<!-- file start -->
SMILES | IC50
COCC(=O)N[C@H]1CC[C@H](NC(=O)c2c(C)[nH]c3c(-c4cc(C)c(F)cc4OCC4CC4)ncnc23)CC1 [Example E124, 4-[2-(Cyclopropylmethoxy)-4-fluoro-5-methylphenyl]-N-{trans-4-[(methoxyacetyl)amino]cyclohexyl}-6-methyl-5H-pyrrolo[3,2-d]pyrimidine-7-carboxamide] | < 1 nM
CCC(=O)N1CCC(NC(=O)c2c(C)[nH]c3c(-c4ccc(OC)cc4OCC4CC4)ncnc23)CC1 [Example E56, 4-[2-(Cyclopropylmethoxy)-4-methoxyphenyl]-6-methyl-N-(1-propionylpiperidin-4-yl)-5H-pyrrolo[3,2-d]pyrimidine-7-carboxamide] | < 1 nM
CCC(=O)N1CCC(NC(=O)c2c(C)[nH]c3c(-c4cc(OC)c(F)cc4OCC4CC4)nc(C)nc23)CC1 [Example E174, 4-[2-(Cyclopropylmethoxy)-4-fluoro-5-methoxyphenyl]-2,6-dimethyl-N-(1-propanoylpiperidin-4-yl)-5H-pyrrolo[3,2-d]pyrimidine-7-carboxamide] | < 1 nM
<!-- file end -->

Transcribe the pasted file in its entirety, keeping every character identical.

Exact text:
SMILES | IC50
COCC(=O)N[C@H]1CC[C@H](NC(=O)c2c(C)[nH]c3c(-c4cc(C)c(F)cc4OCC4CC4)ncnc23)CC1 [Example E124, 4-[2-(Cyclopropylmethoxy)-4-fluoro-5-methylphenyl]-N-{trans-4-[(methoxyacetyl)amino]cyclohexyl}-6-methyl-5H-pyrrolo[3,2-d]pyrimidine-7-carboxamide] | < 1 nM
CCC(=O)N1CCC(NC(=O)c2c(C)[nH]c3c(-c4ccc(OC)cc4OCC4CC4)ncnc23)CC1 [Example E56, 4-[2-(Cyclopropylmethoxy)-4-methoxyphenyl]-6-methyl-N-(1-propionylpiperidin-4-yl)-5H-pyrrolo[3,2-d]pyrimidine-7-carboxamide] | < 1 nM
CCC(=O)N1CCC(NC(=O)c2c(C)[nH]c3c(-c4cc(OC)c(F)cc4OCC4CC4)nc(C)nc23)CC1 [Example E174, 4-[2-(Cyclopropylmethoxy)-4-fluoro-5-methoxyphenyl]-2,6-dimethyl-N-(1-propanoylpiperidin-4-yl)-5H-pyrrolo[3,2-d]pyrimidine-7-carboxamide] | < 1 nM